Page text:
The League of Conservation Voters' newly released National Environmental Scorecard underscores what's become practical wisdom in Washington: Environmental leadership in Congress is divided starkly along partisan lines.
In a year President Obama has taken sweeping executive actions on the environment, House Republicans had the lowest average score since LCV began putting out the scorecard in 1970. Scores are based on a scale of 0 to 100 and calculated by dividing the number of pro-environment votes cast by the total number of votes tallied (for more on this, see LCV's methodology). Average House Republican scores have dropped steadily in recent years, from an average of 17 percent in 2008, to 10 percent in 2012, down to the low average of 5 percent for 2013.
It's considerably lower even than what congressional Republicans averaged during the Gingrich revolution in the 1990s. In the four years Newt Gingrich was House speaker, the average Republican score was 21.93 percent, according to LCV's records.
This year's scorecard looked at 13 Senate votes and 28 House votes, selected by leaders of 20 different green organizations as the major environmental votes in the first session of the 113th Congress. Overall, neither party came out looking particularly green. House members averaged 57 percent approving on environmental votes, while senators averaged 43 percent — both failing marks, by grade-school standards.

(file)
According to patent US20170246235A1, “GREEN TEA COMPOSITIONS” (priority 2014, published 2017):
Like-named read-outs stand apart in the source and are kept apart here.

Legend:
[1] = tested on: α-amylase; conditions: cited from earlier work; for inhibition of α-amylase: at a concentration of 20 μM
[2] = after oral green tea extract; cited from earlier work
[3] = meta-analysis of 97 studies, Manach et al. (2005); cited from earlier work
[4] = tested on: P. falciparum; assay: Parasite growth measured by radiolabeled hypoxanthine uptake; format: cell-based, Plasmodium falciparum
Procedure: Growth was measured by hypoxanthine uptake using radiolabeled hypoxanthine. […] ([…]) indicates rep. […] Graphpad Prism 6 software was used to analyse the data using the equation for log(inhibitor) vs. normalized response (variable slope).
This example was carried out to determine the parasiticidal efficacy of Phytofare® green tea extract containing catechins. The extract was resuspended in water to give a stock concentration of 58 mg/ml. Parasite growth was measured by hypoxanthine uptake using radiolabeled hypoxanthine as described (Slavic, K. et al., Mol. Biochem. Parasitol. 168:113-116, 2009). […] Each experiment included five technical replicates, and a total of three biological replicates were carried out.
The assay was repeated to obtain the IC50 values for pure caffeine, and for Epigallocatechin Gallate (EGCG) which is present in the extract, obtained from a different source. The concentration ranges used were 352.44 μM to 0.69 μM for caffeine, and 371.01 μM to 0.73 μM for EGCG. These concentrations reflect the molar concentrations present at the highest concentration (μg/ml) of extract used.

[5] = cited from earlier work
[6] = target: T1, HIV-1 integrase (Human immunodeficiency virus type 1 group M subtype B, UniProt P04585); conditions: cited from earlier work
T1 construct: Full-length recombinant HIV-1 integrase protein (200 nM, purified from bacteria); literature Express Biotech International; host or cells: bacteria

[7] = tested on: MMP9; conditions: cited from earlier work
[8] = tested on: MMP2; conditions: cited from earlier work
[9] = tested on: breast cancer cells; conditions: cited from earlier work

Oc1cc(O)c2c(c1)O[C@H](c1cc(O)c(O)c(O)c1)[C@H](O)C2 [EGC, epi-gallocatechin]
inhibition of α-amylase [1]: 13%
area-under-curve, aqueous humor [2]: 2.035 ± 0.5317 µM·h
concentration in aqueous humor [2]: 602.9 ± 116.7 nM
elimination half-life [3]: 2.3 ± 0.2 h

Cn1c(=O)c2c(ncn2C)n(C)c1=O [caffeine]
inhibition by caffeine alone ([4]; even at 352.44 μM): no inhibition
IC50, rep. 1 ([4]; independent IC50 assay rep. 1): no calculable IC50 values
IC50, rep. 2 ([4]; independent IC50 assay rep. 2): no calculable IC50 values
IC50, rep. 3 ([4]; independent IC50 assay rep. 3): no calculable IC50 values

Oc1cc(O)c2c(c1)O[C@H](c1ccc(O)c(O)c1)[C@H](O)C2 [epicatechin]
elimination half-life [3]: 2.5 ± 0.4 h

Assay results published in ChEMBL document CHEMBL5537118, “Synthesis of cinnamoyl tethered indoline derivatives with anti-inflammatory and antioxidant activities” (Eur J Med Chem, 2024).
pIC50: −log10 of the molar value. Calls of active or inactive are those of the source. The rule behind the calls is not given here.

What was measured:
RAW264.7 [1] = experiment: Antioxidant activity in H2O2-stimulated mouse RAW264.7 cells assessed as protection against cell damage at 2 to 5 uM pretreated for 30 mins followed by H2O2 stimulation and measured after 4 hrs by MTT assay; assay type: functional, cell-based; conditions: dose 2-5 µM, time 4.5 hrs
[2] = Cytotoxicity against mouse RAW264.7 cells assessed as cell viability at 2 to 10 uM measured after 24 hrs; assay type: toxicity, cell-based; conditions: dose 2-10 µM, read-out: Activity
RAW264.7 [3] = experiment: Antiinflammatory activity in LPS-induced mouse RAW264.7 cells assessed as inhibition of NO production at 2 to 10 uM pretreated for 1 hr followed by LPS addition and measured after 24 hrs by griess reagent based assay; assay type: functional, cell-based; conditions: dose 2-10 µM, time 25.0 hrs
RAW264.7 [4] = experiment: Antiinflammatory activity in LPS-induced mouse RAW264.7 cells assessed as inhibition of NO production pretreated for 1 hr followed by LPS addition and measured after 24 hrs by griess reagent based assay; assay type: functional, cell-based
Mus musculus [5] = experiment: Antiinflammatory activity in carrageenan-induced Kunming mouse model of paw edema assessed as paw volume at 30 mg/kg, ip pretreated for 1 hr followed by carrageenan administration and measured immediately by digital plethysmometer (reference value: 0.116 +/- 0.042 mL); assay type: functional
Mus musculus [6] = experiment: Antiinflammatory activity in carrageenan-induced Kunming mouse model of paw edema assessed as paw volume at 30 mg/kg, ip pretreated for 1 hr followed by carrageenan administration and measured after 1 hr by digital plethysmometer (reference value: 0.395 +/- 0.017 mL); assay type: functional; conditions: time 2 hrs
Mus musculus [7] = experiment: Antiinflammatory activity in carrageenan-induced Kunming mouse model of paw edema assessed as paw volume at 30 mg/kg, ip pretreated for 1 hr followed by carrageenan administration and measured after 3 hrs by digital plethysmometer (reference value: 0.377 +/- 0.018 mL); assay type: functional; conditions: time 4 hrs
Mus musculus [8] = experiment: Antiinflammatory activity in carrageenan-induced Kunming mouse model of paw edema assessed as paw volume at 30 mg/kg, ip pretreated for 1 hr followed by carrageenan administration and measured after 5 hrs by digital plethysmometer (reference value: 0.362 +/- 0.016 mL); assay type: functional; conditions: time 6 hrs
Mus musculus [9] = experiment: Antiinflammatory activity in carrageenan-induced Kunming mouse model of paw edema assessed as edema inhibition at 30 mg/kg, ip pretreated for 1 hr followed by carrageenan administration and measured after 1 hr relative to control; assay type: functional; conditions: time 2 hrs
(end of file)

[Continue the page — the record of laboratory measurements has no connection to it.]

The cleavage between the parties is especially visible within Senate party leadership, where Democrats earned an average score of 98 percent to Republicans' 9 percent. In the House, Democratic leaders earned an average of 86 percent to Republicans' 6 percent.
"This scorecard is a disturbing reflection of the extent to which the Republican leadership of the U.S. House of Representatives continues to be controlled by tea-party climate-change deniers with an insatiable appetite for attacks on the environment and public health," wrote the report's authors.
A recent Pew Poll underscores that sentiment. The national survey conducted in October found just 25 percent of tea-party Republicans say there is solid evidence of global warming, compared with 61 percent of non-tea-party Republicans who say the same.
This article is from the archive of our partner National Journal.
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